The Pros (and Not Many Cons) of Merck’s HPV Vaccine, According to UW’s Laura Koutsky
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was postponed at the end of October while the alliance figures out how to best allocate its money during the financial crisis, Tsu said.
Koutsky, who said she doesn’t own Merck stock or receive any payment from the company, said she’s hopeful that competition will bring down the price over time. GlaxoSmithKline’s vaccine Cervarix, which isn’t yet approved by the FDA, could offer a competitive threat that brings down the price over time, she says.
Since this talk is called Science on Tap, I should probably relate some of the science Koutsky covered. One reason HPV is such a good candidate for a vaccine is that its viral genome is stable, and not constantly mutating and creating a moving target for a vaccine, like HIV does. The outer shell of the virus is also highly immunogenic, which means that it provokes antibodies to fight it right away. The vaccine is also made by using yeast cells as miniature drug factories, which means that Merck pays a royalty to the Washington Research Foundation on the latter’s intellectual property for making proteins in yeast. That could be a boon to the UW for years to come, since that vital intellectual property doesn’t expire until 2014.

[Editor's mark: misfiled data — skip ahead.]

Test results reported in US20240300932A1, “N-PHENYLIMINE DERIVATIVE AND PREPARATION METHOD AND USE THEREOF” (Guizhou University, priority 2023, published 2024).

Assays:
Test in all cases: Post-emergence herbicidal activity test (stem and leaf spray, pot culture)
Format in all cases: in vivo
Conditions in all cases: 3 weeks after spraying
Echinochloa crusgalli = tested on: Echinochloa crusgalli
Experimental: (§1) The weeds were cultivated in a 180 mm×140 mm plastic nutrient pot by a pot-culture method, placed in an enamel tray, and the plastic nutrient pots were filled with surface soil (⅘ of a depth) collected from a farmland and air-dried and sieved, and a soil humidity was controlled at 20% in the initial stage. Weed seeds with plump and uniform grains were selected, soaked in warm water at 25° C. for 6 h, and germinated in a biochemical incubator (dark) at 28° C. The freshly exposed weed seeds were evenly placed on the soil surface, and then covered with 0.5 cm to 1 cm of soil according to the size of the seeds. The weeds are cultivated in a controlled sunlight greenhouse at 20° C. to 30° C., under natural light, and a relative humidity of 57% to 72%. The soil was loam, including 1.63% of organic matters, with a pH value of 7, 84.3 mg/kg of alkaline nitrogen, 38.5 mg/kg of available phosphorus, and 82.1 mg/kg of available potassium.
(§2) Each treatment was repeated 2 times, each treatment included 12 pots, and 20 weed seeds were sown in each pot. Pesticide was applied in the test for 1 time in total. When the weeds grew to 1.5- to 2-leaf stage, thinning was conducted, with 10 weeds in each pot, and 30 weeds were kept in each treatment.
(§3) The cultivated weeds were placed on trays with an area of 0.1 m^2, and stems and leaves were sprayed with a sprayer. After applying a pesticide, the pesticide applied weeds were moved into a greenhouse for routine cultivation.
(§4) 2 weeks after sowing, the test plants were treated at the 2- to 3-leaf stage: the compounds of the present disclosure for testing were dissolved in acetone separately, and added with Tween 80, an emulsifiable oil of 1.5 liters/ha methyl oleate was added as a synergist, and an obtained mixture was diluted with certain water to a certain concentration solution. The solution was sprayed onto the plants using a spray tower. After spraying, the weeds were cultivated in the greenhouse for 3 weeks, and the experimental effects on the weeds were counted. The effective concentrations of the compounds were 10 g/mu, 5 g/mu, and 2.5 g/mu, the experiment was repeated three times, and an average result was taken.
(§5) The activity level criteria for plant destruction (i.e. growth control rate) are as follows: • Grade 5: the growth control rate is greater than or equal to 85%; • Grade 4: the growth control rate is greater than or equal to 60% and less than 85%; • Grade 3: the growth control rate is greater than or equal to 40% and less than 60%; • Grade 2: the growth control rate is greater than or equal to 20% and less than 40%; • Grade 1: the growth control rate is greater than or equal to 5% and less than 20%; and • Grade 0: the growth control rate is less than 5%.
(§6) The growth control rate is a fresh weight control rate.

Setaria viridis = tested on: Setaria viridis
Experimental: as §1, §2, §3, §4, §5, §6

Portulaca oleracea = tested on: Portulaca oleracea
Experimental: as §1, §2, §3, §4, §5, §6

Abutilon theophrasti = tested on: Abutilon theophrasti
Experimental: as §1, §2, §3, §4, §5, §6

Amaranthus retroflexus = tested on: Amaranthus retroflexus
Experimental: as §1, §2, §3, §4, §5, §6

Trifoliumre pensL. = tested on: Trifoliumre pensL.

Even though she didn’t point to many cons to the vaccine in her prepared talk, Koutsky had a pretty balanced view of the pharmaceutical industry when pressed. She encouraged some of the young scientists in the audience to consider jobs at Merck, but to go in with their eyes wide open. “The scientists at Merck are top-flight,” she said. “I’d encourage you to look at it, because they have tremendous resources and a tremendous agenda to get something done. Sometimes in the public sector we wonder what the heck we’re working on, and what we’re trying to accomplish.”
But all that focused energy sometimes means that science takes a backseat. Afterward, Koutsky related a story that Tsu told her, that HPV vaccine is being marketed to older women in Argentina who have the money to pay for it, even though it’s most effective for young women before they become sexually active. “Once you have a product in the pharmaceutical industry, then marketing becomes involved,” Koutsky said.